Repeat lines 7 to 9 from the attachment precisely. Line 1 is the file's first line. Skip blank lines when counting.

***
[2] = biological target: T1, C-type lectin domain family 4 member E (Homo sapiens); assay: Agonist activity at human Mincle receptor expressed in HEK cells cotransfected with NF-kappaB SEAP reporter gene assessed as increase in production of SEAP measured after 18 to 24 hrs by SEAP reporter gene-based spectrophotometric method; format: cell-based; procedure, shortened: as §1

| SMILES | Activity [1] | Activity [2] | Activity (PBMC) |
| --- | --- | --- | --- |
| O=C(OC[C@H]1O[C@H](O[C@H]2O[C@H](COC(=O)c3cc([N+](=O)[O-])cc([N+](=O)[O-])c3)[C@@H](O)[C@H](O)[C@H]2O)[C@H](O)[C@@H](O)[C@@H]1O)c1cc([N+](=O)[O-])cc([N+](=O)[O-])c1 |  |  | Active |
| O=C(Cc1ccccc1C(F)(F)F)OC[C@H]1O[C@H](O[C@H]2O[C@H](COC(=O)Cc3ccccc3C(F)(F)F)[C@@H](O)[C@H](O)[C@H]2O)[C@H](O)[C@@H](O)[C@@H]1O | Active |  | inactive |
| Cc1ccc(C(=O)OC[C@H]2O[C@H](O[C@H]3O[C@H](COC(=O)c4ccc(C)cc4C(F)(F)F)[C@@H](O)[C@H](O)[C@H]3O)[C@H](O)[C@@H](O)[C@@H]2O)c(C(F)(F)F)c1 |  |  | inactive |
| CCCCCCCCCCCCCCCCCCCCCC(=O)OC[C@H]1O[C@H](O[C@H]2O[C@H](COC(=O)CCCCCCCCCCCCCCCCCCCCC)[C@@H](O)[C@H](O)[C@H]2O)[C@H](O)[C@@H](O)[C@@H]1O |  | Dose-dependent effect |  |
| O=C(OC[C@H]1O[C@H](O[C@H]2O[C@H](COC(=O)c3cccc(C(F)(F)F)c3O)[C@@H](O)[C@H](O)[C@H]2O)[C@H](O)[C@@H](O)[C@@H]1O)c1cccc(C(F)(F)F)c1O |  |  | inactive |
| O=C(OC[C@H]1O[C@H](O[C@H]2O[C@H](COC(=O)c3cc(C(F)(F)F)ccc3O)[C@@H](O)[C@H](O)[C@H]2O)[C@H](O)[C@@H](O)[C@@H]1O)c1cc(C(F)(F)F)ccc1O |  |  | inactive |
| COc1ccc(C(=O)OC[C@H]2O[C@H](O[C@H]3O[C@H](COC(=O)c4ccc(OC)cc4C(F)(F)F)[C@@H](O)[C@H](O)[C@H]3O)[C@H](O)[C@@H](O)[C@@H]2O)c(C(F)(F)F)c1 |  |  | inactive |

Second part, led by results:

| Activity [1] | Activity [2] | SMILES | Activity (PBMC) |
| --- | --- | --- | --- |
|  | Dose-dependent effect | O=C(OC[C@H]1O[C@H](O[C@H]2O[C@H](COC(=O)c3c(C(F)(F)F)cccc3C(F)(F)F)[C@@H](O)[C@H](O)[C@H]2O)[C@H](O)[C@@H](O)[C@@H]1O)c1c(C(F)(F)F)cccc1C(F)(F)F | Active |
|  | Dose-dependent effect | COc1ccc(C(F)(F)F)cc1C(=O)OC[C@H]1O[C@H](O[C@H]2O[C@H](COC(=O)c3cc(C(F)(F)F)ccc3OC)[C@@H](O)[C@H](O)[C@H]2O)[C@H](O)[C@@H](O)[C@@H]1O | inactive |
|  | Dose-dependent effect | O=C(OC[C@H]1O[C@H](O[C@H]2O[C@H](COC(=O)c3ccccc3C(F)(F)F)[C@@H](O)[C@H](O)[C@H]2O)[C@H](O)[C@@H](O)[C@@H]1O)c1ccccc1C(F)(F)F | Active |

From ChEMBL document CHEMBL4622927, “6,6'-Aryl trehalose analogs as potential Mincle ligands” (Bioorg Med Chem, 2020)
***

| CCCCCCCCCCCCCCCCCCCCCC(=O)OC[C@H]1O[C@H](O[C@H]2O[C@H](COC(=O)CCCCCCCCCCCCCCCCCCCCC)[C@@H](O)[C@H](O)[C@H]2O)[C@H](O)[C@@H](O)[C@@H]1O |  | Dose-dependent effect |  |
| O=C(OC[C@H]1O[C@H](O[C@H]2O[C@H](COC(=O)c3cccc(C(F)(F)F)c3O)[C@@H](O)[C@H](O)[C@H]2O)[C@H](O)[C@@H](O)[C@@H]1O)c1cccc(C(F)(F)F)c1O |  |  | inactive |
| O=C(OC[C@H]1O[C@H](O[C@H]2O[C@H](COC(=O)c3cc(C(F)(F)F)ccc3O)[C@@H](O)[C@H](O)[C@H]2O)[C@H](O)[C@@H](O)[C@@H]1O)c1cc(C(F)(F)F)ccc1O |  |  | inactive |